A number of Youth Congress and Kerala Students Union (KSU) leaders have sent letters to the party’s national president Rahul Gandhi in this regard. Party mouthpiece Veekshanam has backed the move. The daily has urged the old guards to hand over the reins to the new generation and guide them instead.

A senior Youth Congress leader said that the major problem plaguing the Congress now was lack of functionaries at the lower level. While the LDF and the BJP spread squads across the constituency to gather votes and bring voters to the poll booths, the Congress did not have enough workers to manage even the booths, he said.

“We have plenty of leaders, but there are only a very few to work in the grassroots. We had to rely on workers from outside the district to steer election campaign in the constituency,” said the Youth Congress leader, who did not want to be identified.

He told Firstpost that the new generation was not joining the Congress as they do not see any future for them in the party. The BJP and the Left parties, on the other hand, have been drawing youth into their fold by offering them opportunities to rise in the ranks.

The Youth Congress leader is hopeful that Rahul will rejuvenate the party with young blood as he counts on Kerala in his bid to become the next prime minister. “This will be possible only if the Congress emerges as the single largest party in the Lok Sabha. Congress in Kerala can support the effort by sending as many MPs as possible,” the Youth Congress leader said.

Political analyst A Sajeevan is sceptical. He said that the intervention from the high command will not help unless the Congress leaders change their factional mindset. Many youngsters whom Rahul Gandhi inducted into leadership positions were not allowed to function by the group managers in the party.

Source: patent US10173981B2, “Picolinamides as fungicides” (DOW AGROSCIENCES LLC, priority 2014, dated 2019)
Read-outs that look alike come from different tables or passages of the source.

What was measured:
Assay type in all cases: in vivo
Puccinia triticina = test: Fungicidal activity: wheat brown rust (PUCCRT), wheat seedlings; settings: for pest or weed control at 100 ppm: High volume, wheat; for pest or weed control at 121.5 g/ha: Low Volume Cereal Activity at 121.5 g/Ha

The case of former KPCC chief VM Sudheeran is a glaring example. Rahul Gandhi had picked the group-less leader to end factionalism in the party but the two mutually acrimonious groups in the party joined hands and smoked him out within three years.

Suhdeeran said that groupism was the bane of the Congress party now. “We had a golden opportunity to win the Chengannur seat, but groupism has spoiled it. The group fight has inflicted deep wounds on the party. Skin treatment cannot heal it. It needs a major surgery,” he added.

Cherian Philip, who quit Congress in protest against the apportioning of positions on factional lines, said that even a major surgery may not help the Congress now. The party needs a reinvention to survive in the new tripolar political scene in Kerala.

Cherian said that the Congress can remain relevant in Kerala if it upholds its secular traditions. He pointed out that the party had emerged as a mighty force in the state politics in the seventies when the party kept the spirit of secularism high.

“The Congress cannot compete with BJP in communal politics. It has to fight them aggressively to remain in contention in Kerala politics,” he added.


Updated Date: Jun 02, 2018 18:37 PM